PVV – “Crossing Over,” or what do fans see and feel during AEE?

As some of you may know, this week is the Adult Entertainment Expo (AEE) – THE adult industry trade show held annually in Las Vegas, NV. The acme point of AEE, for many, is the gala AVN Awards show.

AEE is always pretty fun; and although many people say the show is currently in the grips of a major decline, I’m especially excited for this year’s. I organized and will be moderating the panel “It’s (Not) A Man’s World- women leaders in the adult production and novelty industry” on Wednesday, January 18 at 11 AM – yay!!

AEE is also pretty interesting because it’s actually trade/fan show hybrid… Some shows, like the XBIZ shows and the Phoenix Forum, are essentially industry-only business events. Other shows, like the EXXXOTICA Expos, are fan shows filled with fun fan events and performers on hand to sign autographs and take pictures, etc etc. AEE is a little different from both industry-only and pure-fan shows because it’s an industry/business show with a significant fan presence. Fans can even attend the awards show. It’s an interesting mix, and I’ve always wondered: “How are all these fan folks, and what do they think of this event??”

Well, I recently came across an amazing write up of one man’s foray into the AVN Awards… and I learned so much!!

Jason Lyon’s piece, “Crossing Over,” appeared on pages 78 – 79 in the March, 2011 issue of the AVN magazine. Here’s a screen grab, but you can see the piece in its full glory here.


Jason makes so many wonderful and articulate points in this piece that you really must read it for yourself (it’s only two pages long), but in a nutshell… Jason is a mainstream guy with a mainstream life. He also has a passion for the capacity for human growth and development that is facilitated through adult content. Consequently, he has traveled all the way from the East Coast to Las Vegas for the AVN Awards. Twice.

Throughout the course of this piece, Jason works his way through some conflicted feelings about being a front-facing fan of adult entertainment; and this isn’t surprising. In spite of the fact that the vast majority of people in the US consume adult products in some way (don’t lie to yourself, and fyi: vibrators and KY totally count as adult products), there’s still so much shame and embarrassment and lack of communication associated with sex and sex practices and related issues in our culture. This includes shame surrounding adult (I’ve been talking about this lately here).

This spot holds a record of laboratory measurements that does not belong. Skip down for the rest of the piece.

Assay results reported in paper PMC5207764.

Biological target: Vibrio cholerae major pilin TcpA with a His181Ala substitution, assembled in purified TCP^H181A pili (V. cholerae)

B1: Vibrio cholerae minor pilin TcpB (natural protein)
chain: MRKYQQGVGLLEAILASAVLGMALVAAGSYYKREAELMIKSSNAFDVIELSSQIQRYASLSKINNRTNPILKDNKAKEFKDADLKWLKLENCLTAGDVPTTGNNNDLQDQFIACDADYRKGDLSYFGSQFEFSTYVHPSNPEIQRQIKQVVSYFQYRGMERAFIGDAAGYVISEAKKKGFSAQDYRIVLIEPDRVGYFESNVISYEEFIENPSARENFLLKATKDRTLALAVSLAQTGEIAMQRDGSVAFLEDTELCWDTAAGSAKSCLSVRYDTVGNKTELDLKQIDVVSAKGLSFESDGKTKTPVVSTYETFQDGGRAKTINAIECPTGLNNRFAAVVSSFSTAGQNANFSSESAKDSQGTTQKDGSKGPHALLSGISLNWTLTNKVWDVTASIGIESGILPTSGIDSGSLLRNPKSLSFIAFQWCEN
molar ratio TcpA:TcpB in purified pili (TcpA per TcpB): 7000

So Jason, who seems to really appreciate the creative work that goes in to adult content production, feels conflicted… but not really. He seems more conflicted about not being conflicted about being a fan, if that makes any sense. It’s great self-reflection.

One additional thing Jason artfully weaves into his discussion is piracy, and how much he doesn’t like it. In my reading, it seems like Jason feels that engaging in piracy is the pan-ultimate of cruel and disrespectful practices – it sends the message that all this porn that people are clearly enjoying isn’t worth paying two cents for. Whatsmore and somewhat counterintuitively, that message is coming directly from people who are consuming adult content… hence one dimension of Jason’s struggle with being an enthusiastic and appreciative consumer of adult content.

But Jason is different – Jason is a consumer and a fan. These others, however, are neither. They’re pirates.

I’m inclined to agree with Jason – stealing is disrespectful, but stealing and secretly consuming something you enjoy because you’re too arrogant or conflicted to pay where pay is due is downright awful. No one says you have to fly across the country and go to the AVN Awards, but compensate those who invest money and time to create entertainment you enjoy!!

Jason comes to the conclusion that being a fan is, in fact, OK. Actually, it’s more than OK. Fans, the people who are out in the world supporting a product they enjoy and the industry that creates it, are integral and necessary members of the adult community. Fans contribute.

There’s no shame in being a consumer of adult content and a fan of the adult industry, but there’s definitely shame in being a pirate. (yes, I realize the irony of shaming pirates after I just discussed how cultural shame surrounding sex is unfortunate; but there’s a marked difference between shame surrounding sex and sexuality-related issues and stealing)

As I head to Vegas this week and while I’m in the midst of all the mad fun, I’m going to keep Jason’s insights with me… especially regarding the real community that comes from people who are willing to pay, both literally and figuratively, their respects to creative individuals and entities who work so hard to produce compelling products. I agree with Jason – those folks are just as much a part of the adult industry as performers, producers, people working behind the scenes, and everyone else.

Thanks Jason – you, and those like you, are awesome.


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PVVOnline – Critical Commentary on Adult Production